I have been working for a couple of months now on a wipeout like racing game available on the Windows Store (8.1) for free.
AirMess Window Store
Still on an early stage but I'm updating it every month so you can expect regular progress on it . Currently in the box I have:
- Different kind of items, from shield to rockets
- Different ships
- 3 races (more coming in the August update)
- 2 race modes either the normal race or survival, which is like the zone mode in Wipeout.
- Play with either the ingame music or your own music library
- Support both keyboard and gamepad input
- Does support touch input ... but not fast enough yet on the origin Surface RT. It does achieve a solid 30 fps on Asus x64 tablets. If you play on a PC the game can be configured to run at 60 fps. Currently the ideal minimum system lays around an Intel i5 CPU and a Intel HD Graphics 3000 GPU to have a solid 30 fps and a 60 fps when turning off some effects / downscaling. It does support both DirectX 9 level hardware and DirectX 10 + level ones.
I'm currently working on the August update which adds more races and look like that
I also have a development blog and an indie db page.
The engine is custom made using full C# / SharpDX / HLSL and it can be played on x86/x64/ARM devices (ARM is slow ... but still).
Everything up to the UI is built as a C# Portable Class Library meaning the same code as-is on all CPU platforms, and on Windows Desktop and RT. Theoretically it could also run on Windows Phone (but that's too slow) and Xbox One (but nothing was announced outside of the latest //build demo).
Currently AirMess is running on Windows RT (released) and Windows 8 Desktop. The Desktop version isn't released as I'm only using it for dev purposes. Basically it would be a hard work to release it as:
- I'd need to update the audio pipeline (I'm using FMODEx+XAudio) to work on Win7 because I had crashes before. Didn't investigate as I'm deving on Win8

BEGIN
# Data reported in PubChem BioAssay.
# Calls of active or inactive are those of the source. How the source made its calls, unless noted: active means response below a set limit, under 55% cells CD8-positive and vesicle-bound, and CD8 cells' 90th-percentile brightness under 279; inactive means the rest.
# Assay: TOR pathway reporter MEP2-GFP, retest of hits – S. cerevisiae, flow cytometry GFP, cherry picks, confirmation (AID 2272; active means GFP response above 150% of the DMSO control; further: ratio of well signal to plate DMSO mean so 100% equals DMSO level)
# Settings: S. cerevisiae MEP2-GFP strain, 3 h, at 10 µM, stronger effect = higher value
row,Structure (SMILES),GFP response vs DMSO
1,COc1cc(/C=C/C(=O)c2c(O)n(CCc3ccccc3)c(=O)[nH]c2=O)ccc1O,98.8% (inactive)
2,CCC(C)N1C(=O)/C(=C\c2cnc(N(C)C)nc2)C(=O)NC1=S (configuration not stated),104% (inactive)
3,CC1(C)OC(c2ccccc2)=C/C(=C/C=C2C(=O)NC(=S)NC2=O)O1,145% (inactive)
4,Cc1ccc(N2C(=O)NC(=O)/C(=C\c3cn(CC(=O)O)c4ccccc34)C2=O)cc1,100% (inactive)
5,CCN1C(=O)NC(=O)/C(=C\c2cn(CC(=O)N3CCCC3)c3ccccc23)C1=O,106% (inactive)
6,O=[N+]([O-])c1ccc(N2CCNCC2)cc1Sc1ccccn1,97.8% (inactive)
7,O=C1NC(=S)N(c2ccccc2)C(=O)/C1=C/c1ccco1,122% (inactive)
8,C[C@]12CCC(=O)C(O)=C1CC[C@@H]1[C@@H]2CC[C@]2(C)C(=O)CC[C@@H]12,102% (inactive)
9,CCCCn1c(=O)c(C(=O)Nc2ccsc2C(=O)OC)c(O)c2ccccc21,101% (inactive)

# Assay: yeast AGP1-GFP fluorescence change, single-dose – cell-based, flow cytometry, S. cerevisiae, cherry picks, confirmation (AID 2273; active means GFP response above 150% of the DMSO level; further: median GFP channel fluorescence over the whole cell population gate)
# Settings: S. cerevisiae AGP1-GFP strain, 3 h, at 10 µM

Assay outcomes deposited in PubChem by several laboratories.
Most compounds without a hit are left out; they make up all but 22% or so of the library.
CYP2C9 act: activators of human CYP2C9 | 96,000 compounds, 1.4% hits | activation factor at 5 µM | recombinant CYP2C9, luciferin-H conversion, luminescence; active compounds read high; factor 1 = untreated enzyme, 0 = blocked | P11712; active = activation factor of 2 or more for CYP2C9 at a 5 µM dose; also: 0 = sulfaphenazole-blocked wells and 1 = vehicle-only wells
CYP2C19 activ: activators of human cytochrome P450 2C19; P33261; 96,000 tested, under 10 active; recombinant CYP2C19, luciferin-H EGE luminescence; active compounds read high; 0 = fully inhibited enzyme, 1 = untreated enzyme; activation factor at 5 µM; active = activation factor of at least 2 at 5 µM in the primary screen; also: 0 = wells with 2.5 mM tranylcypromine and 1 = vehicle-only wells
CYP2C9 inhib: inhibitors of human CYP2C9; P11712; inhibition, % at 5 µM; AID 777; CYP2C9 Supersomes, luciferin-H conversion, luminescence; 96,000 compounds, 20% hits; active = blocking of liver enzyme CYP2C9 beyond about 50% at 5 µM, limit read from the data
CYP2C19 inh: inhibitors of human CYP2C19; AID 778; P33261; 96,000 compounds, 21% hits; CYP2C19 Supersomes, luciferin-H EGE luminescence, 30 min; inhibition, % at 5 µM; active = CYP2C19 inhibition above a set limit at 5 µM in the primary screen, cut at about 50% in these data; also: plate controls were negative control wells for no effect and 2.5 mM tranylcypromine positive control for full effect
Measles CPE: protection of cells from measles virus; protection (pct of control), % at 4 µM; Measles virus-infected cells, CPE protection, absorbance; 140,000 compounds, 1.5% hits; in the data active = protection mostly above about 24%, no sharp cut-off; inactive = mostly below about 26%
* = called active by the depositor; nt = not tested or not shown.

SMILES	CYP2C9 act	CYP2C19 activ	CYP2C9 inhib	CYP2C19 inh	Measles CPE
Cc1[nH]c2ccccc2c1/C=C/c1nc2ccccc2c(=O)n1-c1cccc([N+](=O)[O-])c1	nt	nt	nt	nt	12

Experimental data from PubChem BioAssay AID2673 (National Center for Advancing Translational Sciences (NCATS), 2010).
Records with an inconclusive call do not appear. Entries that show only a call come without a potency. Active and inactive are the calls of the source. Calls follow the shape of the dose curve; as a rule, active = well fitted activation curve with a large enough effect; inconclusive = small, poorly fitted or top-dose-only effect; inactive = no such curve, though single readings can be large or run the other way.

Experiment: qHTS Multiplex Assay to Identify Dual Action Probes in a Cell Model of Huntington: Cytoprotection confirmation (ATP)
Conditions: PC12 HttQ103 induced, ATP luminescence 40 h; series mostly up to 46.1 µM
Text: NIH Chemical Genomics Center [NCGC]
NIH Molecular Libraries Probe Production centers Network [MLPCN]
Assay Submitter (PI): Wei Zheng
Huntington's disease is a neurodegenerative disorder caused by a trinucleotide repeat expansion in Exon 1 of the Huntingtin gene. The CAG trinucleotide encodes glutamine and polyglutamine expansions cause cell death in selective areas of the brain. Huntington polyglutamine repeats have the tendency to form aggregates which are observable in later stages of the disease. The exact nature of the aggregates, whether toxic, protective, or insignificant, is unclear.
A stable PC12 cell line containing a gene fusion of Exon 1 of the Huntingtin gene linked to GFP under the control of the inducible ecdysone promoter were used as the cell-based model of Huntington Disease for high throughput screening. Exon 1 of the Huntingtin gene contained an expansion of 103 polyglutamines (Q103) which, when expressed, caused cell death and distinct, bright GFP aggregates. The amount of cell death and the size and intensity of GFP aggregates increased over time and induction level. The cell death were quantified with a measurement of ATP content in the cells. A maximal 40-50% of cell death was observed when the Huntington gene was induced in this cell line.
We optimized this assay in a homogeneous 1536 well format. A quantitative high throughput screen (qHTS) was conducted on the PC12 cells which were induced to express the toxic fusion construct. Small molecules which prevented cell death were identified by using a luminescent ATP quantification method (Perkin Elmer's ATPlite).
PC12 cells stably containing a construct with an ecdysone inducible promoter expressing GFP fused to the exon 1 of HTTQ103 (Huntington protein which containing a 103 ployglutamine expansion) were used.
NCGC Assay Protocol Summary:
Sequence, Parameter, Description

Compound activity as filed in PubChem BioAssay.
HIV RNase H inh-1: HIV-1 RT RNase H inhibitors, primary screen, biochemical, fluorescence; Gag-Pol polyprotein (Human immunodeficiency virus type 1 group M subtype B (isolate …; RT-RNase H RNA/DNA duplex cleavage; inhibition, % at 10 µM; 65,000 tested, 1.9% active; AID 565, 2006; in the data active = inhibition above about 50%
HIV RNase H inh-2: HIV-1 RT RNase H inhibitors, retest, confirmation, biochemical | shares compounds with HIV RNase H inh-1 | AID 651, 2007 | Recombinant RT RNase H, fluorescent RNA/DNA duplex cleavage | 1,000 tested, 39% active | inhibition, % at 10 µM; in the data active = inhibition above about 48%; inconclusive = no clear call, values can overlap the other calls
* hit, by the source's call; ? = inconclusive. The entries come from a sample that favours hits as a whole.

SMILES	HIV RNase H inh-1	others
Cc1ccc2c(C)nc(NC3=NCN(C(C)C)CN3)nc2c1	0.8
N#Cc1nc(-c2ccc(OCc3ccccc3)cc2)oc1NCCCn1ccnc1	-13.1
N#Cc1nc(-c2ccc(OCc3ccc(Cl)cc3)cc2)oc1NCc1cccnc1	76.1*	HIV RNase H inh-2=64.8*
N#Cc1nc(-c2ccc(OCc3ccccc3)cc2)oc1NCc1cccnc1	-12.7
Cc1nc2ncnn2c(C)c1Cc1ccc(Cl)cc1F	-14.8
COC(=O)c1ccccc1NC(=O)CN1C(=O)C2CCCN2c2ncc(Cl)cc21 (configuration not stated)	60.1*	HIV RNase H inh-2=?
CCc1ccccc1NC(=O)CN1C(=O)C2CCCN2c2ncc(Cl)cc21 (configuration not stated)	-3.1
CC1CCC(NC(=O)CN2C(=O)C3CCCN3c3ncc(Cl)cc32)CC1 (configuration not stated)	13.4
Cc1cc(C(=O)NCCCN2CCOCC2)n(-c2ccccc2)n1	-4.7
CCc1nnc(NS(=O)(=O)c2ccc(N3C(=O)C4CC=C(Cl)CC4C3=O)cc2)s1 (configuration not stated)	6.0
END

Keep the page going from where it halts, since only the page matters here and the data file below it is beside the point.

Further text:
- As-is, the DX10+ renderer crashes on Win7
- I'd need to create a in game UI for desktop. I do have Direct2D support for basic ingame UI but on WinRT I can overlay XAML on top of the game (and that is awesome). On desktop, it's not possible to merge XAML and DirectX without huge perf decreases ...
- It's easy to deploy on the store without having to provide hosting, setup and so on
I wrote 2 renders (on top of SharpDX's DirectX 11 API projection), one for DirectX 9 levels which is a forward renderer and one for DirectX 10+ level which is a deferred renderer with a light pre-pass.
Because of that I needed to compile all my shaders in two profiles (SM 2.0 and SM 4.0) but for that I modified the Shader Compiler tool inside SharpDX to compile in both profiles and generate a strongly typed C# code (with properties for all shader parameters ) to the two profiles (with some compilation directive in order to have different code per profile). If a profile isn't supported it will emit a "throw new NotSupportedException" in the C# code when trying to instanciate it.
Still, I have 90% ish of my shaders wich are made to work in both profiles and the rest is only turned on on the "HiDef" profile (DX 10+) like one of the music visualizer (displayed on the side of the races) which have too many instructions for SM 2.0.
When running in Reach (Dx9) there's a single directional light applied while drawing the objects.
In HiDef modes I have a light shading pass which additively add one shadowed directional light (with CSM ... but that's not very useful here) and several point lights per batches of 32 max lights (which is far enough for me).
I have shadows only for interactive objects (the ships) but the environment shadows are statically computed.
For that, I have a DirectCompute shader executed at compile time which does a ray tracing across the scene for everything that needs a shadow map and create a lightmap texture which is then sampled at runtime. By doing this I don't have any shadowmap artefacts in the environment lightmaps (except the one caused by the texture unwrapping of the models done in a 3d editor) and I'm able to blur them several times to soften them.
As I started with XNA I quickly realized those guys actually made good decisions and my pipeline closely mimics what was in there: a content pipeline with asset importers and processors, the only difference being that I'm doing that outside of VS into my own scene editor. By doing that I can actually rebuild the assets without rebuilding the game and try it there.
Everything is in C# from the ground up (+ HLSL for the shaders) and the funny part is that I'm usually GPU bound (except on the Surface RT).
I also got touch support and so on with the XAML of WinRT but it's still best played using a gamepad (who played Wipeout with a keyboard anyway?).
Feel free to try it and feedbacks are highly appreciated